Section 1514A of the Sarbanes-Oxley Act shields a whistleblower from retaliation if he reports “conduct [that he] reasonably believes” violates certain laws, including Securities and Exchange Commission regulations. Last month, the Sixth Circuit held that the question of a whistleblower’s “reasonable belief” is a “simple factual question requiring no subset of findings that the employee had a justifiable belief as to each of the legally-defined elements of the suspected fraud.” Rhinehimer v. U.S. Bancorp Investments, Inc., No. 13-6641 (6th Cir. May 28, 2015). Based on this principle, the court affirmed a $250,000 verdict in favor of the plaintiff, Michael Rhinehimer.
According to the Court’s opinion, Rhinehimer was a financial planner for U.S. Bancorp who helped his elderly customer, Norbert Purcell, set up a trust and a brokerage account. In November 2009, Rhinehimer went on disability leave, and asked a colleague not to conduct any transactions with Purcell. The colleague didn’t follow the instructions, and instead put Purcell into investments that Rhinehimer believed were unsuitable. (Unsuitability fraud under the securities laws occurs when a broker knows or reasonably believes certain securities to be unsuitable to a client’s needs, but recommends them anyway.) Rhinehimer complained about the trades, but his superiors warned him that he should “stay out of the matter” and stop criticizing the colleague. After Rhinehimer hired a lawyer, he was placed on a performance improvement plan and fired after he failed to meet it.
Rhinehimer filed suit, and a jury found that U.S. Bancorp terminated him in retaliation for a protected complaint under Sarbanes-Oxley. It awarded him a quarter of a million dollars, in addition to attorneys’ fees to be determined later.
On appeal, U.S. Bancorp argued that Rhinehimer didn’t “reasonably believe” that the colleague’s conduct violated securities laws. It attacked his pre-complaint investigation, contending that because Rhinehimer didn’t seek out information about the colleague’s communications with Purcell, his complaint didn’t include all of the necessary elements of a securities fraud claim.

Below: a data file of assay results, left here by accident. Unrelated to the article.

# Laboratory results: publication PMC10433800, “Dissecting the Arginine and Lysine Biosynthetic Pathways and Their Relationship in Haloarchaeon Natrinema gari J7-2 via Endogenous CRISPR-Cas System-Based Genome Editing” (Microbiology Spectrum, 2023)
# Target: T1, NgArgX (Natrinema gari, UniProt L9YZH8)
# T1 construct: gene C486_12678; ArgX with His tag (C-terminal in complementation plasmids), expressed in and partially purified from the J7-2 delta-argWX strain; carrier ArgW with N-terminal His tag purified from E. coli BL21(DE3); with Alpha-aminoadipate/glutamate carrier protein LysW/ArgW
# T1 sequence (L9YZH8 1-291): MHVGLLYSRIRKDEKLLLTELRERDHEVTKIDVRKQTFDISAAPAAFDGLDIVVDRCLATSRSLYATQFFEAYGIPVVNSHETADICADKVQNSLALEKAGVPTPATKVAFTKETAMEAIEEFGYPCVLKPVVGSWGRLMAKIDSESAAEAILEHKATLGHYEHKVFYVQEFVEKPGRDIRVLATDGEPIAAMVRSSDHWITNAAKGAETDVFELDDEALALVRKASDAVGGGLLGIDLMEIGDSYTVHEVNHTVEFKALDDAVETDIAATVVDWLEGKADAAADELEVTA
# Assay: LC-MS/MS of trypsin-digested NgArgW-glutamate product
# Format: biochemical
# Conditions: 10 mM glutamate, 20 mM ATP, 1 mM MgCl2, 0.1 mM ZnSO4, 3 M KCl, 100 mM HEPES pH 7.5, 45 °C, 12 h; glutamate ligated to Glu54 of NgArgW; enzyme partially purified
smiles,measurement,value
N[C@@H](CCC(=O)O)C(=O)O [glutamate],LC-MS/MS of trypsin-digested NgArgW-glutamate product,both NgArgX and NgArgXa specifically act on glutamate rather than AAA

The Sixth Circuit, however, held that a Sarbanes-Oxley plaintiff’s complaint need not “definitively and specifically relate” to securities fraud by “approximat[ing] its basic elements.” Instead, the court deferred to the Department of Labor’s interpretation of § 1514A. It agreed with the DOL that requiring an employee to make a “rigidly segmented factual showing justifying the employee’s suspicion,” in order to establish a reasonable belief that fraud had occurred, would undermine Sarbanes-Oxley. Then, examining the evidence, the court concluded that Rhinehimer had made a “more than adequate” showing of his objectively reasonable belief. Although Rhinehimer had gaps in his knowledge as to whether the colleague actually made misrepresentations or omissions in communications with Purcell, those were “immaterial,” because Rhinehimer had enough information to support a reasonable belief that misconduct had occurred.
Under Rhinehimer, an employee need not have knowledge supporting each and every specific element of a fraud claim in order to make a complaint and obtain Sarbanes-Oxley whistleblower protection. An employee must only show that he had a reasonable belief that a fraud occurred. Rhinehimer also shows that employers should be sensitive to complaints that raise a specter of fraud, and should avoid the appearance of retaliating against employees who have made a complaint that could possibly fall within Sarbanes-Oxley, even when the employees may be missing some important information.